Cells in the body exist in a dynamic mechanical environment where they are subject to mechanical stretch as well as changes in composition and stiffness of the underlying extracellular matrix (ECM). However, the underlying mechanisms by which cells sense and adapt to their dynamic mechanical environment, in particular to stretch, are not well understood. In this study, we hypothesized that emergent phenomena at the level of the actin network arising from active structural rearrangements driven by nonmuscle myosin II molecular motors play a major role in the cellular response to both stretch and changes in ECM stiffness. To test this hypothesis, we introduce a simple network model of actin-myosin interactions that links active self-organization of the actin network to the stiffness of the network and the traction forces generated by the network. We demonstrate that such a network replicates not only the effect of changes in substrate stiffness on cellular traction and stiffness and the dependence of rate of force development by a cell on the stiffness of its substrate, but also explains the physical response of adherent cells to transient and cyclic stretch. Our results provide strong indication that network phenomena governed by the active reorganization of the actin-myosin structure plays an important role in cellular mechanosensing and response to both changes in ECM stiffness and externally applied mechanical stretch.

  13. Soft Micro-Channels for Cell Culturing and Migration Studies

    NASA Astrophysics Data System (ADS)

    Abbasirazgaleh, Sara

    Various techniques and methods have been studied and developed to aid nerve regeneration and repairing nerve injuries. Among all, nerve grafting is the gold standard for bridging the gap between the injured nerve stumps. Despite the advantages of this technique, there are also various drawbacks that have encouraged the exploration of alternative, less invasive methods for promoting nerve regeneration. In this thesis, we have fabricated soft micro-channels for cell culturing and migration studies which could act as an interface capable of long-term, reliable, and high-resolution stimulation device for nerve regeneration. Micro-channels fabrication is performed using a combination of photolithography technique and physical vapor deposition (PVD) methods. Initially, the surfaces of the micro-channels are treated with oxygen plasma to convert the surface of PDMS from hydrophobic to hydrophilic and to further provide an optimal environment for cells to adhere and grow. Next, in vitro studies were performed on the fabricated micro-channels to demonstrate feasibility of the platform to promote adherence and growth of PC12 cells (cell line derived from a pheochromocytomas of the rat adrenal medulla).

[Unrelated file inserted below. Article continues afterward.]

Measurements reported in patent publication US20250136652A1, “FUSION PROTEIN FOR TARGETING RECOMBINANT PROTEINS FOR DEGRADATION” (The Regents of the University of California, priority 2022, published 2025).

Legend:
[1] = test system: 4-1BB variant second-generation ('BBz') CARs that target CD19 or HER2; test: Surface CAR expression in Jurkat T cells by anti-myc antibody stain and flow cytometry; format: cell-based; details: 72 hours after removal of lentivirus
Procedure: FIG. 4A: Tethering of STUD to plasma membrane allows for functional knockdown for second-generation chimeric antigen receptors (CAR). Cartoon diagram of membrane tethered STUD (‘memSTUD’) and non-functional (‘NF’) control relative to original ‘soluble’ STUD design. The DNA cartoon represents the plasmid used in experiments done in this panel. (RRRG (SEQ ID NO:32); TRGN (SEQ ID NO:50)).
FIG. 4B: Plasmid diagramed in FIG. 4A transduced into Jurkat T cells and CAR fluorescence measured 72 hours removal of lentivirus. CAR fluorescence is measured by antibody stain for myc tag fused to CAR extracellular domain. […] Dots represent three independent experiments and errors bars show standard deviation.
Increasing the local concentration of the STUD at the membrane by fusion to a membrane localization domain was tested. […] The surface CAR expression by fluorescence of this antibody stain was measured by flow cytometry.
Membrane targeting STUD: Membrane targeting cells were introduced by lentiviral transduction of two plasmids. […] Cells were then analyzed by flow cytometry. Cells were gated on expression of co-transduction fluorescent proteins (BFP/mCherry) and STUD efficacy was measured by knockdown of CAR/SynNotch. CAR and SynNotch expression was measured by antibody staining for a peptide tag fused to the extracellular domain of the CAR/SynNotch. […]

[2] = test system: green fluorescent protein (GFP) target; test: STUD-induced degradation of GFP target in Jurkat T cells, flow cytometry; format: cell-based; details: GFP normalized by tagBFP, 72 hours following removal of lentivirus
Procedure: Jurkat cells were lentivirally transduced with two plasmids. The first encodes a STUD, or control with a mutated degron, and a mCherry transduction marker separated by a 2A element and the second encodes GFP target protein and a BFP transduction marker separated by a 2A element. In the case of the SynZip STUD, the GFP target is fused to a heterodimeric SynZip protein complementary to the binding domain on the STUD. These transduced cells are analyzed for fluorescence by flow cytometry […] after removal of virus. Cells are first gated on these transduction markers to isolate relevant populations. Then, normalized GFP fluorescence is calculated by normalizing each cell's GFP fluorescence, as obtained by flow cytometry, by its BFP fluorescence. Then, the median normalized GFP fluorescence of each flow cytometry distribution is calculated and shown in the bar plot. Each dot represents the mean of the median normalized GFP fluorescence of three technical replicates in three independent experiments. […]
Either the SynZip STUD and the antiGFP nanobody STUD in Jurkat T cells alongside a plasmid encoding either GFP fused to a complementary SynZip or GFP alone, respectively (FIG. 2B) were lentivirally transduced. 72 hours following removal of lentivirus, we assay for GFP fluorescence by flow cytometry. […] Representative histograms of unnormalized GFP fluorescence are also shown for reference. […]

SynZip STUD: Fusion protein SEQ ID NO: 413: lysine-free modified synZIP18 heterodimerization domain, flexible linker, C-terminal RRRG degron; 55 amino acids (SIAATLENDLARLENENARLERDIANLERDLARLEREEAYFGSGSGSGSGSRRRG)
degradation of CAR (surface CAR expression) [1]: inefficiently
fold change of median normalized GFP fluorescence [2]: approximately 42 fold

14. Effect of Chitosan and Sodium Alginate on the adherence of autochthonous C. Albicans to oral epithelial cells (in vitro).

    PubMed

    Barembaum, Silvina; Virga, Carolina; Bojanich, Alejandra; Cornejo, Lila; Calamari, Silvia; Pontón, José; Dorronsoro, Susana

    2003-01-01

    The aim of the present study was to evaluate the effect of Heavy Molecular Weight Chitosan (HMWCh) and Sodium Alginate (NaAl) on fungal adherence. C albicans was identified and isolated from non-stimulated saliva extracted from male and female healthy adults. The minimum inhibitory concentration (MIC) was determined for each of the biopolymers. MIC values were 0.25 % (W/V) for HMWCh and 0.10 % (W/V) for NaAl. Fungal cell hydrophobicity was evaluated against xylene in the presence of HMWCh. Statistically significant differences between the control (without HMWCh) and the different HMWCh concentrations in fungal suspension were observed (P< 0.05). The fact that HMWCh and NaAl impaired fungal adherence to buccal epithelial cells (BEC) as compared to control revealed that polymers inhibit Candida albicans adherence to BEC (HMWCh and NaAl: P= 0.00001), NaAl being more effective than HMWCh (P = 0.00001). HMWCh dettached and aggregated C. albicans, including the fungi and BEC in the mesh. NaAl inhibited adherence, aggregated and entrapped the fungi in the mesh, excluding BEC. We may conclude that both biopolymers are effective. However, NaAl is a stronger inhibitor of adherence. Thus, in combination or alone, these biopolymers could be used in the treatment of oral candidosis.

  15. Recognition of laminin by Paracoccidioides brasiliensis conidia: a possible mechanism of adherence to human type II alveolar cells.

    PubMed

    Caro, Erika; Gonzalez, Angel; Muñoz, César; Urán, Marta E; Restrepo, Angela; John Hamilton, Andrew; Elena Cano, Luz

    2008-12-01